“Unless we’re playing for a private party,” Dave explains, “we only play at the Belle Mehus in Bismarck. It’s one of our favorite shows to play — the audience is electrifying. The energy is fantastic here, and it’s consistent, too. Maybe it’s just because it’s a little further away from the rest of the world out here.”

“This is a benchmark that I use for theaters all over the country that we play,” Ted states. “The crowds are smart, they get comedy, and they appreciate the music. These are our people, and we wouldn’t have it any other way.”

On multiple occasions during each of their shows, Ted and Dave tend to call for group drinks, and throughout the night, both they and the audience raise glasses to music, jokes, or simply the joy of being together during the evening. This time around, we like to think that these drinks are a toast to their many years of performing together for the people of North Dakota — as well as all of the times that they’ll be returning to the state in the future.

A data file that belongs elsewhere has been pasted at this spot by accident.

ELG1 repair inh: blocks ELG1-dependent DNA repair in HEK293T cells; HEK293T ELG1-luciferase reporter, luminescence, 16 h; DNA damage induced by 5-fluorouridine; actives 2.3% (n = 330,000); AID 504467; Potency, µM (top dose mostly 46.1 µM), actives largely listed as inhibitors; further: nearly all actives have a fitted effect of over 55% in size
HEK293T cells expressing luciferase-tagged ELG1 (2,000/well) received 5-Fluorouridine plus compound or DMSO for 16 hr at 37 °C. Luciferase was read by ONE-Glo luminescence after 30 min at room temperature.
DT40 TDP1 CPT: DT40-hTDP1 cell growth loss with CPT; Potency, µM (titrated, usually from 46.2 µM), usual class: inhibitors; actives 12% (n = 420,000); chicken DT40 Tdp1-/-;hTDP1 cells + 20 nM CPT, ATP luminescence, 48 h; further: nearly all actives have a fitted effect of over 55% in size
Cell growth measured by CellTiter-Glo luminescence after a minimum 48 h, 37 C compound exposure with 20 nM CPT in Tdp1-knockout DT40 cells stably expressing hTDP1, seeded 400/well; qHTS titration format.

“Thank you, North Dakota,” both members of Deuces Wild state, “for being our best friends for the last 21 years. Thank you for letting us come in and entertain you… it’s been an honor to do it.”

If you missed Friday night’s show, there’s still time to catch Dave and Ted in action: they’ll also be playing tonight at the Belle Mehus auditorium at 7:30 p.m. Tickets are still available, and can be purchased either at the door or by using this link. The performance will also feature the blues music of Joshua Kloyda as an opening act.

Over the next six months, Deuces Wild will be performing multiple shows — not only in ND, but all throughout the Midwestern United States. To learn more about the duo or find out where they’ll be playing next, visit their website here.